How do you know if your home is a smart home?

Fully automated houses are the pinnacle of Smart Home Technology, with George Jetson-like advancements that were formerly thought to be decades away.

Today’s Smart Home Technology includes everything from Wi-Fi-enabled thermostats to wireless door locks and outlets that can be turned on and off remotely, as well as notify you when your elderly Granny begins her morning cup of coffee. Additionally, the capacity to operate outlets, appliances, heating and cooling, and more via the wireless Internet, a smart device, and a few apps has become a cost-effective reality.

Is Your Home a “Smart” Home?

A smart home is a handy house configuration in which appliances and equipment may be managed automatically from any location with an internet connection via a smartphone or other networked device. A smart home’s devices are connected through the internet, allowing the user to remotely control features such as security access, temperature, lighting, and a home theater.

How do you know if your home is a smart home?

The components in a smart home are networked and may be accessed via a single central point—a smartphone, tablet, laptop, or gaming console. Through a single home automation system, door locks, televisions, thermostats, home monitors, cameras, lighting, and even appliances such as the refrigerator may be controlled. The system is installed on a mobile device or other networked device, and the user may choose when specific modifications should take effect.

Self-learning capabilities enable smart home equipment to learn the homeowner’s schedules and make necessary modifications. Smart houses equipped with lighting control allows homeowners to conserve energy and save money on energy costs. Certain home automation systems will notify the homeowner if motion is detected in the home while they are away, while others will notify the authorities—police or fire department—in the event of an emergency.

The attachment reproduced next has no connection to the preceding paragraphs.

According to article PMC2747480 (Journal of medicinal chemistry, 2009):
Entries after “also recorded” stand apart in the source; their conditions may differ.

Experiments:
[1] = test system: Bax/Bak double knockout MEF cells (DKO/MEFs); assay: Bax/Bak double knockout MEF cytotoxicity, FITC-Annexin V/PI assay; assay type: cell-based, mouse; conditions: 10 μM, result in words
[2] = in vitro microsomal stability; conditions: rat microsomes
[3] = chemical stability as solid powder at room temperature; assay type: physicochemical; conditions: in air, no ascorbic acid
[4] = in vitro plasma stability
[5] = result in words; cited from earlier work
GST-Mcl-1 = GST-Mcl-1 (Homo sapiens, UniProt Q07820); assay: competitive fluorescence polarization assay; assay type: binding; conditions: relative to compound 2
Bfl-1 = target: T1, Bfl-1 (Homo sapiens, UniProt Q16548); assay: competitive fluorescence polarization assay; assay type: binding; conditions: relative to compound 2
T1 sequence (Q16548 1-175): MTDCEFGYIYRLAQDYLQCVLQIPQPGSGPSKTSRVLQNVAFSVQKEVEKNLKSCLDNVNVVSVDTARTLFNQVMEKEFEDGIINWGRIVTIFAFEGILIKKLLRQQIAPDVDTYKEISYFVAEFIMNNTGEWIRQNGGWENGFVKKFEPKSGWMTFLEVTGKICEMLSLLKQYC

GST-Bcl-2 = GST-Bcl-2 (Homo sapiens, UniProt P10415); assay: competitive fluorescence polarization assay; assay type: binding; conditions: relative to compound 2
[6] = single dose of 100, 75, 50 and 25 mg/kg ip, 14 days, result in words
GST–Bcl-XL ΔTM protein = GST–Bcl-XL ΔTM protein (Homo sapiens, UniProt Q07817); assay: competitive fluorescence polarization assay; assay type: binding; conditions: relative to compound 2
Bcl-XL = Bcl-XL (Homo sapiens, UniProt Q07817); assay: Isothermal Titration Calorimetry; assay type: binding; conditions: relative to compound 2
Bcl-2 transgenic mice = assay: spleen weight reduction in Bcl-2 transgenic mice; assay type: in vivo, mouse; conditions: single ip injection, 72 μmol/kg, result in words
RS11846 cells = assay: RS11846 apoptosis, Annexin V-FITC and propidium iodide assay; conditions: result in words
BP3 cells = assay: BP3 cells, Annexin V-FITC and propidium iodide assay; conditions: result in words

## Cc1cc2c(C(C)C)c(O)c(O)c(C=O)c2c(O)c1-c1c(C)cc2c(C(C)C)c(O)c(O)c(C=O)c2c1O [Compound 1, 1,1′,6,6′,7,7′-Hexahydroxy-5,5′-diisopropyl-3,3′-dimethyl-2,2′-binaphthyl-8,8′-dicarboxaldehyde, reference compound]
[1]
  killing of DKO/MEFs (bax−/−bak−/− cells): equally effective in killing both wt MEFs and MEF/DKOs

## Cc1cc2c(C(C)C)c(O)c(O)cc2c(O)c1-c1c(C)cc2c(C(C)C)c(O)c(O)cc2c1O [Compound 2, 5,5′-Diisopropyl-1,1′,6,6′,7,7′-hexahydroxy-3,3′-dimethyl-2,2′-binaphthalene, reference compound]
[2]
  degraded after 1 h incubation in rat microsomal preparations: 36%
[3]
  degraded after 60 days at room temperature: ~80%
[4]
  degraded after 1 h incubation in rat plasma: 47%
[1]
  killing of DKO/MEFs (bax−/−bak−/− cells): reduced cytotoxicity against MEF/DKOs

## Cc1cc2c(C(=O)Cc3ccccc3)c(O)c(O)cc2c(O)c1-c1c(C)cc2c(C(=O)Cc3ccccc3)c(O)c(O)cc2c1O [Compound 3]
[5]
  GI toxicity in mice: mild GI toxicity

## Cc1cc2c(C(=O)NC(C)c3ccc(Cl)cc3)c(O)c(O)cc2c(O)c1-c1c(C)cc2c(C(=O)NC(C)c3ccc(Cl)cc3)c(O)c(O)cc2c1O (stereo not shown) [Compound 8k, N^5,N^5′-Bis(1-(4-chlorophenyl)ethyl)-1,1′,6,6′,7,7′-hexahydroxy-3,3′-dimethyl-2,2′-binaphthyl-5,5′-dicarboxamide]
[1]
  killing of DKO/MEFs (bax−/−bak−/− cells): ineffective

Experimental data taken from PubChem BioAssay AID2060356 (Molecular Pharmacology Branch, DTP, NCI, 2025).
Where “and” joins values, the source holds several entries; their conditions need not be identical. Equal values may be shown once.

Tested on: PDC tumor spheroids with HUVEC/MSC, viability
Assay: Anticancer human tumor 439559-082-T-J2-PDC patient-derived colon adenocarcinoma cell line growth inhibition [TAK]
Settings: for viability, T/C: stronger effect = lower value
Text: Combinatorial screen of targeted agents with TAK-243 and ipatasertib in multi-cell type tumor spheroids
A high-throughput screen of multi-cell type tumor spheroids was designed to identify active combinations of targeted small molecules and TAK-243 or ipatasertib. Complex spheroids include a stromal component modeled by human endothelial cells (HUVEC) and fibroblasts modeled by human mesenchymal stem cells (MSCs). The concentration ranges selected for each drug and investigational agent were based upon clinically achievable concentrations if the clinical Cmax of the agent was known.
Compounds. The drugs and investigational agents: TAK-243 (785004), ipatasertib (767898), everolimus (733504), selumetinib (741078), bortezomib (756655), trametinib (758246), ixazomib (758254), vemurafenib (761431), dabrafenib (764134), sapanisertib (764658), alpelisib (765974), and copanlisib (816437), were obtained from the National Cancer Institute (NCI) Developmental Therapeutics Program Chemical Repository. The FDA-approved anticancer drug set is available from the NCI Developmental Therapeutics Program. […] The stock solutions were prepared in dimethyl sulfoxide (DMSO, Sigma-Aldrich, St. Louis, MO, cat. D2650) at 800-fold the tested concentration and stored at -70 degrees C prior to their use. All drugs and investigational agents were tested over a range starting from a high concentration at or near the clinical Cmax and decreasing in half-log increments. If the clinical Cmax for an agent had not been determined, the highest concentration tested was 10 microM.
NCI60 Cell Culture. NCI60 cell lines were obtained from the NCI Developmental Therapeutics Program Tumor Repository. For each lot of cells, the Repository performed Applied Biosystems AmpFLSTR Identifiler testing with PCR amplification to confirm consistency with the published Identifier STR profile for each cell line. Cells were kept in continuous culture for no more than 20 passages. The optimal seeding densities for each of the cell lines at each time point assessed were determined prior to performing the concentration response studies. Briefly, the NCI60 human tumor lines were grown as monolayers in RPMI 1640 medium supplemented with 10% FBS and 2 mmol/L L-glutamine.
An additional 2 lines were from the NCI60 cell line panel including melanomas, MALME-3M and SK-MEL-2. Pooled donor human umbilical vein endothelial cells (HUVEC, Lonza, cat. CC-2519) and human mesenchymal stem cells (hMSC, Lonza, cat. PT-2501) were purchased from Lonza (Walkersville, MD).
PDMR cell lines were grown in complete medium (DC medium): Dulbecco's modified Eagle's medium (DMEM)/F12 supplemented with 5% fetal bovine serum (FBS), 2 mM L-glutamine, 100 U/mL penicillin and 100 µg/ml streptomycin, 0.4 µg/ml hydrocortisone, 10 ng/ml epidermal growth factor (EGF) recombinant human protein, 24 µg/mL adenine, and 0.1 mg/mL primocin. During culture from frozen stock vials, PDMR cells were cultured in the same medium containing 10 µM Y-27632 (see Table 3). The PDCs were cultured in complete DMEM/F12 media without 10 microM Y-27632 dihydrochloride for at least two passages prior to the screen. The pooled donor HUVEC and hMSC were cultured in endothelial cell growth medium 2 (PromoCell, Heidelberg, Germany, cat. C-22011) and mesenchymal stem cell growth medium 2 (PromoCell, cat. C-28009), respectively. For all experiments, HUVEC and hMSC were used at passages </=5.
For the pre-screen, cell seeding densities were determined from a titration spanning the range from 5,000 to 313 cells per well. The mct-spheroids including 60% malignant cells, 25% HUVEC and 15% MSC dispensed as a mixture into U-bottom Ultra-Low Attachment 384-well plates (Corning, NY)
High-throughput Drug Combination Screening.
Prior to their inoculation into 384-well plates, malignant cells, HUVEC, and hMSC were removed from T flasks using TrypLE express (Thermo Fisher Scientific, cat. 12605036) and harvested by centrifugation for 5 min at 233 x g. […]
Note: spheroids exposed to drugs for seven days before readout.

Once linked, services such as a smart doorbell, a smart security system, and smart appliances all fall under the umbrella of the internet of things (IoT), a network of physical objects capable of collecting and sharing electronic data.

Wireless or hardwired systems—or a combination of the two—can be used in smart homes. Wireless systems are more straightforward to deploy. Installing a wireless home automation system that includes smart lighting, climate control, and security can cost several thousand dollars, making it a highly cost-effective option.

On the other hand, hardwired systems are deemed more dependable and are often more difficult to hack. A hardwired system may significantly boost a home’s market value. However, there is a disadvantage—it is rather pricey. Installing a fancy hardwired smart system may cost tens of thousands of dollars for homes.

In 2016, the worldwide home automation industry was worth around $24 billion, increasing to $45.8 billion in 2017. By 2025, the number of active households in the US smart home market is estimated to reach 77.0 million. At the moment, the major component of smart home technology is video entertainment and smart speakers, followed by home security and monitoring services. In the United States, smart speaker technology has fully infiltrated the market, with more than a third of homes already using a device such as the Amazon Echo (Alexa) or Google Nest.

How can you make your home a bit smarter?

Smart Locks

Smart locks, which install over your current deadbolt, automatically disengage when a phone with a digital key is nearby. They enable remote operation, provide an infinite number of keys for family and friends, and alert you to activities in your house.

Wireless Lighting Controls

Wirelessly control the lighting in your house, including the intensity, color, and scheduling.

Smart Open/Close Sensors

When used in conjunction with other home automation devices, smart open/close sensors for windows, doors, and cupboards can SMS and notify you of a breach, as well as switch on lights and change the thermostat.

Smart Outlets

Connect smart outlets directly to existing wall outlets for remote on/off operation, schedule creation, and monitoring of plugged-in equipment’ power use.

With technology advancing at a breakneck pace and becoming more accessible, the future of Smart Home Technology is certain to be limited only by our ideas. Visit our website or contact us to see how we can assist you in capitalizing on home automation prospects now! The future is just around the corner…